Holiday Safety for Dogs
Tuesday, November 16, 2021 12:52:17 PM America/Los_Angeles
Twinkling lights, scrumptious pies, exciting presents -- there’s a lot to be merry about during the holidays! But is it paw-sible that holiday dangers are closer to home than you think? Whether the dangers are outdoors or right under your own woof, take a moment to make sure you and your dog are ready to have a safe and happy holiday!
Photo by Karsten Winegeart
So, what are some ways you can keep your dog safe? Here are common safety concerns that affect dogs during the holidays:
Holiday dishes are some of the yummiest, and you may find your dog visiting the dinner table a bit more frequently towards the end of the year. Prepare dog-safe versions of your meals ahead of time or have seasonal treats on hand so you can give in to those puppy dog eyes while keeping your furry one safe and satisfied.
There’s nothing like seeing festive greens indoors during the holidays. Luckily, most holiday flora such as poinsettias and pine are only mildly toxic when consumed. Nevertheless, keep them in harder to reach locations. Though ingestion likely won’t call for a trip to the ER, your dog may become nauseous or vomit after eating these plants. Others, like holly and mistletoe, can be quite toxic for dogs and should be reconsidered before being placed in the home.
If you have to leave your fur baby at home while you’re away at holiday events, be sure to keep their space toasty and have an indoor dog bathroom available so they don’t have to trek outdoors to go potty in the cold. A real grass pee pad is a great way to offer potty-trained dogs a taste of the outdoors when the weather outside is frightful.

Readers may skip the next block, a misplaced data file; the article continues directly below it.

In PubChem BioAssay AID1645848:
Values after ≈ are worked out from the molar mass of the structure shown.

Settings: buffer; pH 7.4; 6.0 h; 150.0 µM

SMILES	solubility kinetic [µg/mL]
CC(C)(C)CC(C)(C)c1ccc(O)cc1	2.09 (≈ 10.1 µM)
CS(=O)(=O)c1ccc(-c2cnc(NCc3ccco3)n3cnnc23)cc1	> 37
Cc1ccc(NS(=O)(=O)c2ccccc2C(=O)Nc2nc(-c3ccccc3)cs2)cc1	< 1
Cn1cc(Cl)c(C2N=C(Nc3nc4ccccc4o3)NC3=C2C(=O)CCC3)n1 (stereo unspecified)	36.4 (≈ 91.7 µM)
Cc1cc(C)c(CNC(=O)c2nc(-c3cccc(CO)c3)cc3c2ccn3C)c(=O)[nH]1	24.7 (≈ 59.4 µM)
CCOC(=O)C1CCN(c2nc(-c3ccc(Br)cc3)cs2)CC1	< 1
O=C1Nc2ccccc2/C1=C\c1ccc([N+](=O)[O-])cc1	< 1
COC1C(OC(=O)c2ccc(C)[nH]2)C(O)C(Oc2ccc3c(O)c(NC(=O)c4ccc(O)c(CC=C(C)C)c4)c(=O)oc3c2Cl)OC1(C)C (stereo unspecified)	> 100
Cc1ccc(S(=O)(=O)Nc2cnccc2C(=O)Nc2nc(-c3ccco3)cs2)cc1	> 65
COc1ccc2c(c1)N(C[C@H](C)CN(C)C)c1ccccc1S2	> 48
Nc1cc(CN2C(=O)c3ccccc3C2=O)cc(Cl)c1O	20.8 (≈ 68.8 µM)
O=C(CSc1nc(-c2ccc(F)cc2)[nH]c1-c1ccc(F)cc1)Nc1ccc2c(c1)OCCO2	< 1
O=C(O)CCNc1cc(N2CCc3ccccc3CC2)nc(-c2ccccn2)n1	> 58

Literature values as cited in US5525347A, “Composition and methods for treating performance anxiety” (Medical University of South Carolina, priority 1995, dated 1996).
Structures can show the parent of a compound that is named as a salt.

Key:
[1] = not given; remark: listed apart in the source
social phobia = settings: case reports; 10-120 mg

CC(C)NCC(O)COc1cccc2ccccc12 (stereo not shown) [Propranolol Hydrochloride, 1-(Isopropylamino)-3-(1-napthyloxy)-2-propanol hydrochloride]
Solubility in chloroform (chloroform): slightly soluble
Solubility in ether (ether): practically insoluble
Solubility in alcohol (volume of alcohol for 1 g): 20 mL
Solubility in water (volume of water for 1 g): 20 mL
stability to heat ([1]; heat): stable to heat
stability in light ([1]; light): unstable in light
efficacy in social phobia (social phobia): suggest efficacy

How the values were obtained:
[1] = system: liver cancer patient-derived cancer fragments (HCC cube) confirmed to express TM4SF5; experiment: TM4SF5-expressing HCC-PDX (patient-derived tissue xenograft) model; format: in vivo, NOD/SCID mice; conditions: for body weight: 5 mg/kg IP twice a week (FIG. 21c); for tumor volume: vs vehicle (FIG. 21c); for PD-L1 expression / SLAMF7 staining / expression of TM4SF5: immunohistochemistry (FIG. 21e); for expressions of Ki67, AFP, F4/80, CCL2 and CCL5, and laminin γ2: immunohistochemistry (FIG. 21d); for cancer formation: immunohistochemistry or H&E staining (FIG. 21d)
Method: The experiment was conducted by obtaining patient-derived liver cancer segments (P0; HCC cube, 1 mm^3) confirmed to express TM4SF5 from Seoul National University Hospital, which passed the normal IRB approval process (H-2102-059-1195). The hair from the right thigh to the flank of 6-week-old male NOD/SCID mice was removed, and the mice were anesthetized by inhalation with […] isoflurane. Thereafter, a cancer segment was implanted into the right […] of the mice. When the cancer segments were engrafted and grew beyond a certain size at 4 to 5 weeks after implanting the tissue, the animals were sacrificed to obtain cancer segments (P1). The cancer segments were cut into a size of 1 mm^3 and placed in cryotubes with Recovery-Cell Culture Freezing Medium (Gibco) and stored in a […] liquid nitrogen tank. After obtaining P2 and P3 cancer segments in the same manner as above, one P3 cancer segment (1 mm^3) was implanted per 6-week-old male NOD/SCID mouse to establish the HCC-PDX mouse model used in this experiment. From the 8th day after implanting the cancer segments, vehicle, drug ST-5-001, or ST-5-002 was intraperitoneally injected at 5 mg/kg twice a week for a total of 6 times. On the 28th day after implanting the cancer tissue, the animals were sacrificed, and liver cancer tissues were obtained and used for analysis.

Electrical and Fire Hazards
Blow out candlesticks promptly if they are no longer needed and keep electrical cords for decor such as string lights organized. If you have a doggo who’s enticed to chew on anything that resembles a rope, keep cords out of sight with large furniture.
While walks in themselves aren’t dangerous, there are unsafe products that can end up on the routes you take your pup on. Sidewalk salt and antifreeze are two substances that are commonly found on streets during the colder months. Always wash and moisturize your dog’s paws after winter walks to make sure they don’t ingest unsafe chemicals or damage their skin.
While your friendly pup may not be one to charge at unfamiliar visitors, people coming and going does mean there’s an increased likelihood of doors and gates being left open. During the holidays, when there’s a spike in visitors, be mindful of all entrances to reduce chances of your dog wandering into the streets.